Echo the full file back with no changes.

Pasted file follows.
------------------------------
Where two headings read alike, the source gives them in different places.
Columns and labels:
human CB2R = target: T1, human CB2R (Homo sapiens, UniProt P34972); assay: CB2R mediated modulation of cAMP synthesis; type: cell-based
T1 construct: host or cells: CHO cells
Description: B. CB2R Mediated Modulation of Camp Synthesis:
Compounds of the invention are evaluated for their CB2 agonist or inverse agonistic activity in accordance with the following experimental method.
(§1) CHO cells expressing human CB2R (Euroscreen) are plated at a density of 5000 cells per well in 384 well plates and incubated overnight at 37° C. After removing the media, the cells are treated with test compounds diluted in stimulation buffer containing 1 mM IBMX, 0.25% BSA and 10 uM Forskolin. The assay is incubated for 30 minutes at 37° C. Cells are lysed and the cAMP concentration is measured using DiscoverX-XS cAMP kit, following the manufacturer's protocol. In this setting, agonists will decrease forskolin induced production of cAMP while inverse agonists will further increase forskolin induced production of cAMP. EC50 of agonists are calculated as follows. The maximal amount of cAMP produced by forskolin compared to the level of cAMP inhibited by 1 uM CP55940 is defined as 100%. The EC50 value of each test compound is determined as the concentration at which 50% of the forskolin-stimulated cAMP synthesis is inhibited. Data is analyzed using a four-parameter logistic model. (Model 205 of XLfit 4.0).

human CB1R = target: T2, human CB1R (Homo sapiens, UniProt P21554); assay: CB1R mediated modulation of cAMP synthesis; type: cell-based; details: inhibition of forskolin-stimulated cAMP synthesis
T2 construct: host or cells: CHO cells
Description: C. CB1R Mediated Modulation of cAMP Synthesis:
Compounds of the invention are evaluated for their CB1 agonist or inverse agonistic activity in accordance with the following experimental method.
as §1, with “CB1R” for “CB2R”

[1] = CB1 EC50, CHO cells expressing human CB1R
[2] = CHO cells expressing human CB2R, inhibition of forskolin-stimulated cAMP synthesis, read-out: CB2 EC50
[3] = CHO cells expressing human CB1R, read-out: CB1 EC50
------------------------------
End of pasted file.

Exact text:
Where two headings read alike, the source gives them in different places.
Columns and labels:
human CB2R = target: T1, human CB2R (Homo sapiens, UniProt P34972); assay: CB2R mediated modulation of cAMP synthesis; type: cell-based
T1 construct: host or cells: CHO cells
Description: B. CB2R Mediated Modulation of Camp Synthesis:
Compounds of the invention are evaluated for their CB2 agonist or inverse agonistic activity in accordance with the following experimental method.
(§1) CHO cells expressing human CB2R (Euroscreen) are plated at a density of 5000 cells per well in 384 well plates and incubated overnight at 37° C. After removing the media, the cells are treated with test compounds diluted in stimulation buffer containing 1 mM IBMX, 0.25% BSA and 10 uM Forskolin. The assay is incubated for 30 minutes at 37° C. Cells are lysed and the cAMP concentration is measured using DiscoverX-XS cAMP kit, following the manufacturer's protocol. In this setting, agonists will decrease forskolin induced production of cAMP while inverse agonists will further increase forskolin induced production of cAMP. EC50 of agonists are calculated as follows. The maximal amount of cAMP produced by forskolin compared to the level of cAMP inhibited by 1 uM CP55940 is defined as 100%. The EC50 value of each test compound is determined as the concentration at which 50% of the forskolin-stimulated cAMP synthesis is inhibited. Data is analyzed using a four-parameter logistic model. (Model 205 of XLfit 4.0).

human CB1R = target: T2, human CB1R (Homo sapiens, UniProt P21554); assay: CB1R mediated modulation of cAMP synthesis; type: cell-based; details: inhibition of forskolin-stimulated cAMP synthesis
T2 construct: host or cells: CHO cells
Description: C. CB1R Mediated Modulation of cAMP Synthesis:
Compounds of the invention are evaluated for their CB1 agonist or inverse agonistic activity in accordance with the following experimental method.
as §1, with “CB1R” for “CB2R”

[1] = CB1 EC50, CHO cells expressing human CB1R
[2] = CHO cells expressing human CB2R, inhibition of forskolin-stimulated cAMP synthesis, read-out: CB2 EC50
[3] = CHO cells expressing human CB1R, read-out: CB1 EC50